Characters: Ryo, Dee, OMC.
Setting: After Like Like Love.
Summary: Ryo wants furniture for the roof garden, but what he’d really like wouldn’t be very practical.
Word Count: 800
Content Notes: None needed.
Written For: Challenge 313: Iron at fan_flashworks.
Disclaimer: I don’t own FAKE, or the characters. They belong to the wonderful Sanami Matoh.
“What d’you think?” the salesman at the garden center asked. “Best on the market, these are! Good, solid iron construction, last you a lifetime.”
The benches were very attractive, with their graceful wrought iron curves and varnished hardwood seats. Ryo could easily picture one set against the stairwell housing on the roof of the building where he and Dee lived, but he wasn’t at all sure it would be practical. It was solid, certainly, but that just meant it would be heavy and there was already plenty of weight up on the roof, what with the raised beds, troughs, and tubs full of growing things, not to mention the small greenhouse they’d just finished putting together in the hopes of keeping a few things going over winter and getting an early start the following spring.
“They look a bit heavy for a roof garden,” he told the salesman, albeit reluctantly. “Have you got anything lighter?”
“We’ve got some wooden benches and chairs, but they take a lot more maintenance, they’ll need rubbing down and varnishing every spring, and they’re best stored indoors over winter.”
“I still think we’d be better off with deckchairs, or some lightweight patio furniture,” Dee said, trailing behind his lover as they went to look at the wooden benches. “With a patio table and chairs we could eat up on the roof anytime we wanted, and store everything in the stairwell when we’re not usin’ it.”
Ryo had to admit Dee had a point; patio furniture would be much more practical for them. He’d only gotten the yen for having a garden bench because he’d been looking through old family photos recently. There’d been a magnificent bench in the garden of the house he’d grown up in, surrounded by climbing roses and honeysuckle, and he’d felt the urge to recreate that little piece of sweet-scented paradise in his own garden. A silly idea really, a rooftop high above the street probably wouldn’t be the best place for a rose arbour. It could get pretty windy up there, and when it snowed, as it inevitably would, the roses would suffer badly.
The wooden benches were quite sturdy, and looked nice, but keeping them that way would be a lot of work, plus they were bulky and there wasn’t that much space available in the stairwell. Over winter or in bad weather they could store a bench on the fourth floor landing outside their apartment, but then they’d be forever carrying it up and down the stairs to the roof, which would be a pain. He shook his head; he needed to be sensible about this instead of letting nostalgia influence him.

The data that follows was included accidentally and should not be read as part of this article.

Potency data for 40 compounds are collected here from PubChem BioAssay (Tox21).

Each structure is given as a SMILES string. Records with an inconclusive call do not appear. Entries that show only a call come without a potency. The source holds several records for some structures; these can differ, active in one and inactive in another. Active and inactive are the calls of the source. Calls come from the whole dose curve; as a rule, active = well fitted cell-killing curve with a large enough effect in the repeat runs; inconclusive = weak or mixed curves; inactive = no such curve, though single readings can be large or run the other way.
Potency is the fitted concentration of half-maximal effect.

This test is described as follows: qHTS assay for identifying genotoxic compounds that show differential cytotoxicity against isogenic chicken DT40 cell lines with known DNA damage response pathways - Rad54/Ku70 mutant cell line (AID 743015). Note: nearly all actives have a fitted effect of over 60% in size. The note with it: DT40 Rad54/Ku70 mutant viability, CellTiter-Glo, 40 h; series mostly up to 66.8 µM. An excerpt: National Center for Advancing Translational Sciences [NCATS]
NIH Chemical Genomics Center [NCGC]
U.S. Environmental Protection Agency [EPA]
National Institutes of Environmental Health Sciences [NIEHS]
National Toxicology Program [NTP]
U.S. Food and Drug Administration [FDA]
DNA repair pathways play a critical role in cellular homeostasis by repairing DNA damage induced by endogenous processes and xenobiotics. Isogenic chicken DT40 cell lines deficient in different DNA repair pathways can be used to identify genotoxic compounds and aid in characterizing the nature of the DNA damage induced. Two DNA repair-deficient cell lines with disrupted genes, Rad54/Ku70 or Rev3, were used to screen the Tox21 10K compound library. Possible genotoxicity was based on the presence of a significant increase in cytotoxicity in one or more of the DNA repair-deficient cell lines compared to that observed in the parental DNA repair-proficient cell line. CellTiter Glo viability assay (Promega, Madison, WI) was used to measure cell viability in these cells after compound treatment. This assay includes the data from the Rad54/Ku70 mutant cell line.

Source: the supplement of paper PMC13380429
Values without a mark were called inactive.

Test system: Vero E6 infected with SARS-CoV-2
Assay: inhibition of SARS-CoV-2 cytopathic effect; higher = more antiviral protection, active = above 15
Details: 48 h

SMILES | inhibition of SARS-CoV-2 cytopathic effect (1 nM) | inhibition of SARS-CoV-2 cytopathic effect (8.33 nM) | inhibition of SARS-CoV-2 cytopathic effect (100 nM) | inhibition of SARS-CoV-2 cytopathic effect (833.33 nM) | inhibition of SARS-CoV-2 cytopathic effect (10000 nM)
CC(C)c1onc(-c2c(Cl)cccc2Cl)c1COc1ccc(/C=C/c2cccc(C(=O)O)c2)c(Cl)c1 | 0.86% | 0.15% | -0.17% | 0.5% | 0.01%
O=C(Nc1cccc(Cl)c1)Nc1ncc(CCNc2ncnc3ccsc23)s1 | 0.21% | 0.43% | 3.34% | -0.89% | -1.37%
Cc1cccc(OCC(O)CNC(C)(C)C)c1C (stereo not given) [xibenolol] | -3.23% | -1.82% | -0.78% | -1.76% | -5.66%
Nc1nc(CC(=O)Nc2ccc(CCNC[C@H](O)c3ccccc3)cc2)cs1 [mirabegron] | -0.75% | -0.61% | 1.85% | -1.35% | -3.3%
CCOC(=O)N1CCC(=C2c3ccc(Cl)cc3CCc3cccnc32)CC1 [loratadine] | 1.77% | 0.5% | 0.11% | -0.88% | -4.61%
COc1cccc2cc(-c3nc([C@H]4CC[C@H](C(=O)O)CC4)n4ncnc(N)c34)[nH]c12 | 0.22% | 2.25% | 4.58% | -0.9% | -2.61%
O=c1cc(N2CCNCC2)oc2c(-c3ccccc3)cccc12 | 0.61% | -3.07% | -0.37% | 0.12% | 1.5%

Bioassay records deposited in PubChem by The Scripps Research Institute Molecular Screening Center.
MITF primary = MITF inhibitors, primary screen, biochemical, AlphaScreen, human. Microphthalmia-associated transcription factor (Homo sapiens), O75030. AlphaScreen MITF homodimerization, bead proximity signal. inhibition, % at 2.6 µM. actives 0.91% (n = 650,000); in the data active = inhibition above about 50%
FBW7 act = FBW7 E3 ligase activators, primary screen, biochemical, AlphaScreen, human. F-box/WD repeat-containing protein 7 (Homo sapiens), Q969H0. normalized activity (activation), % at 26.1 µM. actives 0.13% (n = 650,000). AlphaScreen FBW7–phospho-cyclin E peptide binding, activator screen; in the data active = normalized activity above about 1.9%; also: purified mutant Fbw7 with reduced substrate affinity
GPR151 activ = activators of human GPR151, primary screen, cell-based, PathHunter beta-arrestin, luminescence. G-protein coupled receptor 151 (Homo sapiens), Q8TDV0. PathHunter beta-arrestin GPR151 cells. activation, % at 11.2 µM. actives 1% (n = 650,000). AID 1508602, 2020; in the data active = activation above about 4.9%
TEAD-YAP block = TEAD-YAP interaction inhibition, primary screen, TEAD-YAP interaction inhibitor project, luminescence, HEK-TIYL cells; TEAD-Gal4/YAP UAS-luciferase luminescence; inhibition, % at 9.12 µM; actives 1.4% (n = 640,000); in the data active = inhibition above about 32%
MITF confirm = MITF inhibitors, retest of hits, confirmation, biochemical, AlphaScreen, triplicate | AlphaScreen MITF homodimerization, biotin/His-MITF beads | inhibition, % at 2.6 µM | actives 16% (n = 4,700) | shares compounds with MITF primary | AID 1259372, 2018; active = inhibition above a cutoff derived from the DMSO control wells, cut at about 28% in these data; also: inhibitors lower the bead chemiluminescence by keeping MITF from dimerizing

“No, they’re lovely but my partner’s right; for the space we’ve got, patio furniture would be a better idea.”
“Of course. Come with me and I’ll show you what we’ve got in stock.” The salesman was obviously used to customers who didn’t know what they wanted and took forever to make up their minds.
Thirty minutes later, Dee and Ryo had picked out a mid-priced patio set, with four lightweight, white-coated cast-iron folding chairs and a round table with a big red umbrella, and were on their way to the checkout to pay, when Ryo abruptly veered off, back in the direction of the wrought iron benches.
“Have you changed your mind?” the salesman asked, hurrying to catch up.
“Not exactly.” Ryo moved among the benches, finally stopping in front of one. “What d’you think, Dee?”
“Mother’s birthday is coming up; do you think she’d like it? Somewhere she could sit outside on a sunny day, drinking tea and keeping an eye on the kids.”
A slow smile spread across Dee’s face. “I think that’s a great idea!” He’d been racking his brain for a suitable gift for weeks.
Ryo nodded. “That’s settled then; we’ll take this one as well, but we’ll need to have it delivered to the Blessed Hope Orphanage.”
The salesman was beaming now, obviously mentally calculating his commission. “I can arrange that for you. Since it’s a gift, would you like an engraved plaque for it?”
Dee darted a look at his lover. “Could we do that, d’you think?”
“I don’t see why not, it’ll make it more personal. I’ll leave that part to you, just as long as the word ‘penguin’ doesn’t appear anywhere on it.” That was Mother’s unappreciated nickname among the children because of her black and white nun’s habit.
“Spoil all my fun,” Dee grumbled, but he was grinning, sure that Mother would appreciate the thoughtful gift. She spent way too much time on her feet and she wasn’t getting any younger. Maybe come springtime he could help Ryo build his longed for rose arbour around it; he was pretty sure Mother would love that too.